re: Windows 8 Sells Best On New Tablets
Thanks for reading, and for sharing your experiences with Windows 8.
I've gone into pretty heavy detail elsewhere regarding the varied reasons that many users are dissatisfied with Windows 8, just as I've gone into detail about why Windows Blue might - and I emphasize "might" - clean things up. Some of the other reporters who cover Microsoft have done likewise. Given deadlines and this past coverage (some of which is linked in this article), I didn't belabor the issues of user discontent in this case. Even so, I don't think this article neglects user dissatisfaction.
"With PC sales down, however, many Win8 licenses have been installed, to lackluster effect, on previous-generation hardware";
"As a Windows 7 replacement, in other words, Microsoft's newest offering hasn't performed well";
"There also have been indications that, among
enterprise customers, few XP holdouts are jumping directly to Windows 8,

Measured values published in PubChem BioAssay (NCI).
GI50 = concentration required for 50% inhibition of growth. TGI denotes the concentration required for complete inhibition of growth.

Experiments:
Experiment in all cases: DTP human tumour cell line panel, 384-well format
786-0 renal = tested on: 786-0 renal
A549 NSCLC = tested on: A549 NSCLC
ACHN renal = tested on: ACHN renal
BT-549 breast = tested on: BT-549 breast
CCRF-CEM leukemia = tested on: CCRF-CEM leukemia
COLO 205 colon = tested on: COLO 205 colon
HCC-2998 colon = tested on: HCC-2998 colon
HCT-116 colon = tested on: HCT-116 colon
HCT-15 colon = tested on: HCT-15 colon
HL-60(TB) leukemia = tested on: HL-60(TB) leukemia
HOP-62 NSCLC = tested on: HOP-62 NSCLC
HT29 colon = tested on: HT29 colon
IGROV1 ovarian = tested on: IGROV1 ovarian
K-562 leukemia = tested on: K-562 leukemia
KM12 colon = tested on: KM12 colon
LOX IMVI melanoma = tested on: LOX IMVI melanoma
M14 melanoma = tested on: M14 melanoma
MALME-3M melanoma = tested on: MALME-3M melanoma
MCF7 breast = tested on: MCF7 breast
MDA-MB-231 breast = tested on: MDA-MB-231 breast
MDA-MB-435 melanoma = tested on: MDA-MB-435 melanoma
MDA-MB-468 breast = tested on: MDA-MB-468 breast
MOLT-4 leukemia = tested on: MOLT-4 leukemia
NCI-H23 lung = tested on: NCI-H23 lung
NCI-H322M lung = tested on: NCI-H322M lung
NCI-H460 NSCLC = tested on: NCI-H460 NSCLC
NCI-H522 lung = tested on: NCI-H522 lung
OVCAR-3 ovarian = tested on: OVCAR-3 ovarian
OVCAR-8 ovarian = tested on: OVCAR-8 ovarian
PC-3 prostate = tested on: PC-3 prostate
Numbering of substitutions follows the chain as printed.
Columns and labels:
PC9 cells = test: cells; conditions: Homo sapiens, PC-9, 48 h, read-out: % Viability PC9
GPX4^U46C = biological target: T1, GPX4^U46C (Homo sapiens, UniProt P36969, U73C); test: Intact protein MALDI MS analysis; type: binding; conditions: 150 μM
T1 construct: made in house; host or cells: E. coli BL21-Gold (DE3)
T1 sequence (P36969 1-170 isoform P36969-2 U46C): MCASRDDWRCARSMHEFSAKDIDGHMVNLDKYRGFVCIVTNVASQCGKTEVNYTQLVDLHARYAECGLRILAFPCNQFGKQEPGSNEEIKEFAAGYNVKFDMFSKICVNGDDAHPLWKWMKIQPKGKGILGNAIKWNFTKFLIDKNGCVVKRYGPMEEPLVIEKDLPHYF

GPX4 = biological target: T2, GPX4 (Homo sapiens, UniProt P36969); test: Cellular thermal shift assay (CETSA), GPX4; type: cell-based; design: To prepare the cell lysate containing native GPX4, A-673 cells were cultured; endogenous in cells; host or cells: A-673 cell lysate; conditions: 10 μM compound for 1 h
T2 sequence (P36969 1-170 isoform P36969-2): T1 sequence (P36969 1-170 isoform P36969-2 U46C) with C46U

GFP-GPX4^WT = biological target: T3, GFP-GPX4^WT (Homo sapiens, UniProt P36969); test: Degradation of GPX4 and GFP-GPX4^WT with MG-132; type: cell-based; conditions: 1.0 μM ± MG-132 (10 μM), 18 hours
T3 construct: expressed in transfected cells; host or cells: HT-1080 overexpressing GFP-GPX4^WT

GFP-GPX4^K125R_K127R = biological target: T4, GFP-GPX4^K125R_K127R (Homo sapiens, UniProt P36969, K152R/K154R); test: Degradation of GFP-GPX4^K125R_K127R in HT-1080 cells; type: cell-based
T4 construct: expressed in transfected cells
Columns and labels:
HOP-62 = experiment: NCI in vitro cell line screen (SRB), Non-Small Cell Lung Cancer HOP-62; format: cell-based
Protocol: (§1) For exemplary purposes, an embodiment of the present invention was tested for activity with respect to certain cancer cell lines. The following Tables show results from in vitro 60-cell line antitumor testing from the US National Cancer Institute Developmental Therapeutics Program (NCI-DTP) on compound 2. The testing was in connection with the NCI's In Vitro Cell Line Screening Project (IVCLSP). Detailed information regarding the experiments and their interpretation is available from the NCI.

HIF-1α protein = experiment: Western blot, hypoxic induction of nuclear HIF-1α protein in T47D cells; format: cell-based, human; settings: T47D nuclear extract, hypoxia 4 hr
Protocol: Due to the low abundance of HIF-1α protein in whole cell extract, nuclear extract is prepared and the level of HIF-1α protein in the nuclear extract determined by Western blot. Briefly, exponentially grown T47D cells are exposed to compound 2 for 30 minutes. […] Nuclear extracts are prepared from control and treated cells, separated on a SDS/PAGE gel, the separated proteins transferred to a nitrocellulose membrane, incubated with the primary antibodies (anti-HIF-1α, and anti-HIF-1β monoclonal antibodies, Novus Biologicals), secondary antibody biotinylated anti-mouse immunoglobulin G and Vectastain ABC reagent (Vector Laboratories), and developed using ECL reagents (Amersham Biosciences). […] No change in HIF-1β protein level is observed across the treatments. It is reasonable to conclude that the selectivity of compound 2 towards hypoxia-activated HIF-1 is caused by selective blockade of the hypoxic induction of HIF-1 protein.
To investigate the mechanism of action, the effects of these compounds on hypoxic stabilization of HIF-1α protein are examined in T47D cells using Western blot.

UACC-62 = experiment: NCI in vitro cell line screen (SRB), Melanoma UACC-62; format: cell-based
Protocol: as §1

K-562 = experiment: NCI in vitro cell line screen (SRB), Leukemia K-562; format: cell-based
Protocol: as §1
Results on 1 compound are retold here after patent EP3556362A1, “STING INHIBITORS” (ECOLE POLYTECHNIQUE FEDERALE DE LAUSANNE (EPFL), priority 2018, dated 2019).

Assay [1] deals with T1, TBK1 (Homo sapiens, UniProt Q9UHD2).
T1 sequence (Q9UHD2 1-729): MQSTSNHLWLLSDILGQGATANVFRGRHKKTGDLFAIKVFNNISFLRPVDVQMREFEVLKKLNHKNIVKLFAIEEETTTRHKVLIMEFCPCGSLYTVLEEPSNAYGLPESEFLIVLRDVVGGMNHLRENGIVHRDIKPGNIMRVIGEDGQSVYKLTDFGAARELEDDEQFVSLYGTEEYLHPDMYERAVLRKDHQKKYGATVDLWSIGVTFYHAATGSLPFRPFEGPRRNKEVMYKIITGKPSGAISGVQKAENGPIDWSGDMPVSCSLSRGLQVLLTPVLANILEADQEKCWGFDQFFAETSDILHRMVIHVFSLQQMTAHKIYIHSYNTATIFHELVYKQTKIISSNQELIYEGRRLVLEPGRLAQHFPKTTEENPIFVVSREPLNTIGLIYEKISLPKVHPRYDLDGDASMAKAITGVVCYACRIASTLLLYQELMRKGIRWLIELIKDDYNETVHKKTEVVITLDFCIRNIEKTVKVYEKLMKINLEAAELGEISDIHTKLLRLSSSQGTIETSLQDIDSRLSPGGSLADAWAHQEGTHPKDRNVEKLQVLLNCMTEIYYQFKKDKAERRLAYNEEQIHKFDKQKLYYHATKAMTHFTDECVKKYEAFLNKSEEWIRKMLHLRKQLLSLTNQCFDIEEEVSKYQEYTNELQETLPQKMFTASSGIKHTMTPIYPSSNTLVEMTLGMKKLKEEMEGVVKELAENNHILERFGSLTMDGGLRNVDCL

whose touch-oriented interface has so far struck business users as more
burdensome than empowering."
I could have used more aggressive language, I suppose, but the idea that Windows 8 isn't meeting the needs of desktop users is pretty pervasive in the article. Indeed, it was sort of the point; Windows 8's desktop market share is pretty lackluster compared to what its predecessors' achieved at the same point in their respective life cycles, which not only makes Win8's relative tablet success noteworthy but also reinforces that, for most users, the OS has been a flop on the desktop.
But yes, your frustrations are unfortunately (for Microsoft, at least) a common theme. I understand why Windows 8 has defenders, but even people in this camp tend to say things like, "It's great, once you've learned how it works." User-friendliness hasn't been part of the OS's identity, so far.